COVID-19: Quebec Government
    Relaxes Measures

    The Legault government announced on Tuesday that it will be relaxing COVID-19 health measures in the run-up to March break, as case numbers continue to drop.
    The provincial government announced it will be allowing indoor pools, sports arenas and movie theatres to reopen in red zones throughout the province as of Feb. 26.
    Activities such as free skates and indoor sports amongst family bubbles will be permitted. The government reiterated that health measures and maximum capacities would be put in place to ensure physical distancing and masks would remain mandatory.
    The number of people allowed to gather outdoors will also increase from four to eight, given that masks are worn and physical distancing is respected.
    This is in addition to the reopening of libraries and museums announced last week. “So there is a nice list of activities to stay busy for a few days,” said Legault.
    The only region of Quebec switching colours will be that of the Outaouais, which will be going from a red to an orange zone as the situation has stabilized.
    Curfew Remains
    The 8 PM curfew will be left in place in red zones, restaurants and bars will remain closed and it is still strictly prohibited to have indoor gatherings of any kind.
    “The pandemic is not over,” said Legault, adding caution was still necessary as there are “still some significant risks for Quebecers.”
    The government added that though it discourages the rental of cottages or hotel rooms in other regions, they will not prohibit it nor will checkpoints be set up to restrict access between regions.
    Premier Legault nonetheless asked that if Quebecers decide to travel, that they both remain in their family bubble and respect the 8 PM curfew. “We don’t want people renting houses with other families,” said Legault.
    The government will instead be asking police forces across the province to especially patrol highly touristic areas, where chalets and hotels are available. Police will strictly enforce curfew and family bubble measures and issue fines upwards of $1500 to those breaking the rules. At the moment, an average of about 1000 fines are issued every week.
    Thinking about families
    Premier Legault stated the relaxation of restrictions is an effort to accommodate parents and give them options for activities and entertainment to do with their children over the week of March break.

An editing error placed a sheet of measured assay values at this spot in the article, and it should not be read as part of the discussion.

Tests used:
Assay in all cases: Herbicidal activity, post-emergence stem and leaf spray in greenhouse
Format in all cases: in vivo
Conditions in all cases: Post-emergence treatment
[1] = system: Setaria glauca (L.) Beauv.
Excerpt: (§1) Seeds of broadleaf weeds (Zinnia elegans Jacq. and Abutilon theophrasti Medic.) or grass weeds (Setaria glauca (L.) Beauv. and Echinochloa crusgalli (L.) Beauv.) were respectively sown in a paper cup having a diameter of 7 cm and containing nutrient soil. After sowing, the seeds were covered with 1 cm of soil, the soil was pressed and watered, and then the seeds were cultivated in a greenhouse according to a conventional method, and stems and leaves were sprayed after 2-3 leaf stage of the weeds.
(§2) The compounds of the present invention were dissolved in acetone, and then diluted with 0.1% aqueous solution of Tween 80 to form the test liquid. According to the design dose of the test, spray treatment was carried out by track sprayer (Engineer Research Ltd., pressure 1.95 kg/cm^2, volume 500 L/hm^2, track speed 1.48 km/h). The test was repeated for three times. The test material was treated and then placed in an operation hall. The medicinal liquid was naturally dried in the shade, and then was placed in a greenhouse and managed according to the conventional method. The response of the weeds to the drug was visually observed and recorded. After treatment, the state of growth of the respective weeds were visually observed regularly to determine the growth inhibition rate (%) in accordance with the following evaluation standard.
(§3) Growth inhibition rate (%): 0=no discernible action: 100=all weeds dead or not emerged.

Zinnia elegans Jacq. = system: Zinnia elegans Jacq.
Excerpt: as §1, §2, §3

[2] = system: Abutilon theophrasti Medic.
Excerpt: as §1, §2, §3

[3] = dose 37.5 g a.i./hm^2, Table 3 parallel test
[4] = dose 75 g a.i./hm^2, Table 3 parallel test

Legault also stated it is to encourage children and teenagers to get outside more often and be able to play sports. Nonetheless, group sports such as hockey will still have to wait.
    The government is also asking for the help of employers in being accommodating towards staff with young children, who may be scheduled to work over the break.
    “It’s not a good idea to ask grandparents to babysit children,” said Legault, “please give them a few days off if you can.”
    “Spring is coming. But if we want a beautiful spring, we have to be careful,” said Legault.
    Case numbers and new variants
    These changes come amid increasingly falling numbers of cases, hospitalizations and death rates. The province registered 669 new cases and 20 deaths on Feb. 16. numbers not seen since late September, setting a new record for 2021.
    This is in addition to a recent announcement that 90,000 Pfizer-BioNTech will be delivered this week, allowing the province to ramp up vaccination efforts in long-term care facilities and seniors homes.
    The government is nonetheless acting cautiously in its loosening of measures. There are still 771 patients in the hospital with COVID-19, therefore postponing surgeries and exhausting front-line health care workers.
    National public health director Dr. Horacio Arruda also made a specific note that evolving strains of COVID-19 variants in the province. Namely, the more contagious B.1.1.7 strain, known as the British variant, still poses a serious risk of kickstarting the third wave.
    The government will monitor the situation closely and reevaluate the new measures in two weeks. “I hope Quebecers are cautious during March break,” said Legault, hoping the province won’t see a surge in cases similar to that which happened over the holiday period. He added that if things go well, there is the possibility of further loosening of restrictions as of Mar. 8.